|Arlene McKenzie welcoming visitors to the Rastafari Community Village near Montego Bay|
On July 8, a gentleman named Ian picked me up from the airport in the rental car that I would be using for my entire two-week trip, and brought me to the Pelican Grill on The Hip Strip, where had a late breakfast with Arlene McKenzie, who coordinates tours to the nearby Rastafari Indigenous Village and at whose house I would stay for two nights. (She lives there with a gentleman, also a member of the village, whose name is Firstman.) While at the restaurant she took advantage of the opportunity to introduce me to Johnny Gourzong, who is the Executive Director of the popular Reggae Sumfest. He was very approachable and shared stories of the challenges of organizing a festival on such a grand scale year after year.
For the Rasta visit I tried not to overdo the photos and allowed myself to experience things. We happened to visit with a bank representative whose company had nominated the Rastafari village for an award. It must have been disconcerting for a person who was impeccably dressed in the manner of many Jamaicans to enter the village by having to take her shoes off and walk barefoot through a stream before walking along a dirt path. Accompanying us as well was a group of Japanese visitors who obviously were enjoying the entire experience.
|Trying my hand at drumming; the gentleman at the right is named Firstman|
The Rasta village tour started with us sitting in a canopied area where the first order of business was to have our hands washed from water from a calabash container. We also drank coconut water from a similar container and listened as the Rastas played nyabingi drumming in the distance. Some of the highlights of the tour were listening to an explanation of the "ital" diet that many Rastas practice, which feature vegetables and minimize sodium intake. Other highlights of the tour featured a tour of an herbal garden as well as an explanation of the herbs and their various properties, though we were never exposed to any descriptions of ganja (also known as "the holy herb"). The Rastas also have a garden that they encourage visitors to walk through barefoot, with a tree trunk in the center where one can sit and meditate.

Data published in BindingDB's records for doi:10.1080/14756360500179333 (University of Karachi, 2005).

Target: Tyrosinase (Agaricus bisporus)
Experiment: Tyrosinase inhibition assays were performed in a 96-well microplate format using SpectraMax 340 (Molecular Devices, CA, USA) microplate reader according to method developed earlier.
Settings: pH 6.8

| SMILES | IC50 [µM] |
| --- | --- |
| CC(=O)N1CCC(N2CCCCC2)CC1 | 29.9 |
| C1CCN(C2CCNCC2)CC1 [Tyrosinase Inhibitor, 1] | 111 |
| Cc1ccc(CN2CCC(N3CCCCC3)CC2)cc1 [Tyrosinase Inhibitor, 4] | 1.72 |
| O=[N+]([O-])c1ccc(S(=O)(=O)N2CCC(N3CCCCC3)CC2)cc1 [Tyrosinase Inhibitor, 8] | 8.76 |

The tour wrapped up with sitting in the center area, resembling a large gazebo, where the words of Ras Tafari or Haile Selassie were posted, to watch the Rasta drummers, while we ate a delicious fruit salad. Afterwards we were handed some percussion instruments to play along, and the message of "one love" really resonated throughout the whole tour.
After the Rasta tour, it was back to Arlene's house to shower, relax (we did walk to a neighbor's house to take pictures of orchids) and then go to get jerk chicken at a place appropriately called Jerky's. Back at the house we did some debriefing of the day's activities and discussed plans for the future.